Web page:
Be Careful What You Wish For: Specialized FDA Inspectors Don’t Necessarily Mean Happier Inspections

By Douglas B. Farquhar

Industry newsletter The Pink Sheetreports that, at a conference Monday, FDA said that investigators performing FDA inspections will likely be divided into “subspecialties within the various product groups.” Thanks for reporting that news, but we are not sure we agree with The Pink Sheet prediction that this development “surely will be welcomed by industry, because it could lead to smoother inspections.”

Notably, the announcement was made by FDA’s GDUFA (Generic Drug User Fee Act) staff director for the Office of Regulatory Affairs at FDA. She has been a very busy woman: the number of Warning Letters issued to drug manufacturers has mushroomed in recent years, and most of those letters have been issued to foreign generic drug manufacturers, or to the facilities that manufacture Active Pharmaceutical Ingredients (many of which are used in generic drug manufacturing). Indeed, we reviewed Warning Letters issued by FDA between July 1, 2013, and May 26, 2015, and of the 35 Warning Letters issued during that period to mainstream human drug manufacturers for cGMP violations (excluding compounding pharmacies), 30 were for facilities outside the United States and 22 were for data integrity/data integrity protection issues. We haven’t performed a detailed analysis of Warning Letters posted in the last four months, but a quick review shows that the trend continues.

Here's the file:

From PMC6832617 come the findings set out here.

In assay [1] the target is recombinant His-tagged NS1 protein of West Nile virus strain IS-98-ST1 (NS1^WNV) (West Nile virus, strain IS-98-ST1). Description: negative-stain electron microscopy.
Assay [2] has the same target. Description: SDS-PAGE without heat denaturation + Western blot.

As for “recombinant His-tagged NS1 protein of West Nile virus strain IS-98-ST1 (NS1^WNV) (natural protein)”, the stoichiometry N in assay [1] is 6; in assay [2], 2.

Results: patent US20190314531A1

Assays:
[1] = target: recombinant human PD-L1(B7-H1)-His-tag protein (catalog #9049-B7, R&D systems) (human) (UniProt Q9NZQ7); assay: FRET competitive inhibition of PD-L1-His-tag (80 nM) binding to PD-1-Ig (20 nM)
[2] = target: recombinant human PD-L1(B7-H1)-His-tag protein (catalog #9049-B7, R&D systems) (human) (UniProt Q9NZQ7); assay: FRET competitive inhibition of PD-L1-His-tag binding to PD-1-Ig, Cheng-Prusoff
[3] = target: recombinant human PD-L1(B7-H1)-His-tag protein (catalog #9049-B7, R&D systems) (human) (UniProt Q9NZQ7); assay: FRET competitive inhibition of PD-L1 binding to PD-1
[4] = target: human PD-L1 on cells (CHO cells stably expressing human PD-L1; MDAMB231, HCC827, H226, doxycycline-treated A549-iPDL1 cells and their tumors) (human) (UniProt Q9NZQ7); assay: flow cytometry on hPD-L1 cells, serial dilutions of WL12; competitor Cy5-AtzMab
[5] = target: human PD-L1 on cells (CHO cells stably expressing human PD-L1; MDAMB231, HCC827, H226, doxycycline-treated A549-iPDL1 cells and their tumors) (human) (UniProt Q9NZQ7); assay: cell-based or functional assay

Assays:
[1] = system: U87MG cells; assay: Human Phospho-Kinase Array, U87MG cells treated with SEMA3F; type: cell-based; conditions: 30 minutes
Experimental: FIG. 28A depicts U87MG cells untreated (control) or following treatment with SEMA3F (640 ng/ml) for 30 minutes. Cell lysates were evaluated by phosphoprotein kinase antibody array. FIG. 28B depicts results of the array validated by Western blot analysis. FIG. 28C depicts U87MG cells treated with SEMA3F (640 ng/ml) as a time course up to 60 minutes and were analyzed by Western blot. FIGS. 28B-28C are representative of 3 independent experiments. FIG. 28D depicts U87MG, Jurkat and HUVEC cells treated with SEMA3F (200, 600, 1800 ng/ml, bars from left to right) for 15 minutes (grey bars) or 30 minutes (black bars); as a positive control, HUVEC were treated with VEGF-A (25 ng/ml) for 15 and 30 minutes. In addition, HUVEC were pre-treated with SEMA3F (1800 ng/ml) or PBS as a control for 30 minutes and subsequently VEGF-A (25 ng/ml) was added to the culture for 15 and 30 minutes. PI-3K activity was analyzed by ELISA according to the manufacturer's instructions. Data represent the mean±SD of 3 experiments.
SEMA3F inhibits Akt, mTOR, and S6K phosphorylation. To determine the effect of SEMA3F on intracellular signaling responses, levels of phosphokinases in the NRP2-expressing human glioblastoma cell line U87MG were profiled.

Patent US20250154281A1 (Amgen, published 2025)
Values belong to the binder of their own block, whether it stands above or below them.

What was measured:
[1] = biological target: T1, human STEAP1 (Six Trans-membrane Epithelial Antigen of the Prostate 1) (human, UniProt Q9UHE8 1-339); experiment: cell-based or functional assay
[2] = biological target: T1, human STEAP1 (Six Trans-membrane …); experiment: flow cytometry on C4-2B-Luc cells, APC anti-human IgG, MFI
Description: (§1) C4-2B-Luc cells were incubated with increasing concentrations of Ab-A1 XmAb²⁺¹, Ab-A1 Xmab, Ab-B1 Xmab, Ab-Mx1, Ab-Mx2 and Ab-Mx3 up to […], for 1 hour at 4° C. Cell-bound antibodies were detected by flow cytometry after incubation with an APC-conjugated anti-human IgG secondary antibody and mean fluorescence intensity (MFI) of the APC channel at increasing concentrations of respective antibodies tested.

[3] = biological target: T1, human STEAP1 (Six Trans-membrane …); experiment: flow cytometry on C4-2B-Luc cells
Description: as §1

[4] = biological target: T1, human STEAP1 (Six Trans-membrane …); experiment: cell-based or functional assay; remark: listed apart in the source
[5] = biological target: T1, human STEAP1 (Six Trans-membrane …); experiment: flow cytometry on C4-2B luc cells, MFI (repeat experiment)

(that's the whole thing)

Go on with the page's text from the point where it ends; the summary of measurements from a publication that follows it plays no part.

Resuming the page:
Reasons that there have been so many Warning Letters in this area include the increased number of foreign inspections, and the increasing specialization of the investigators performing these inspections. One of the investigators who identified many of the deficiencies leading to the Warning Letters is Peter Baker, who is stationed in India, but has also performed inspections in China. To his credit, Mr. Baker has proven to be especially gifted at tracking down laboratory testing (usually performed on High Performance Liquid Chromatography equipment, or moisture analysis equipment) that has not been properly analyzed, documented, or reported by laboratory personnel. Another trend is that microbiological and sterile technique experts are being sent to inspect aseptic processing areas, enforcing very strict – some would say unreasonably strict – standards in sterile manufacturing technique, or environmental or personnel monitoring.

Such specialized investigators may be more adept and knowledgeable at identifying issues, making for undoubtedly “smoother inspections” instead of flailing around. But just because an inspection may be smoother, it does not mean that there will be happier consequences for the affected facilities.

What’s a pharmaceutical manufacturer to do? Ensure that all electronic testing equipment is Part 11 compliant, and perform regular audits of electronic data to make sure that testing is not being hidden, that data are not being destroyed, and that laboratory and manufacturing personnel are strictly following Good Documentation Practices. Also, watch Warning Letters for trends in cited deficiencies, and do everything possible to ensure that when specialized investigators show up to perform an inspection, you are confident that you know what they will find.

As the experience of many companies has demonstrated, the expenditures required to identify and correct problems in advance of an FDA inspection are only a fraction of what is required if the specialized investigators identify the problem for you, and FDA imposes serious sanctions, such as import alerts.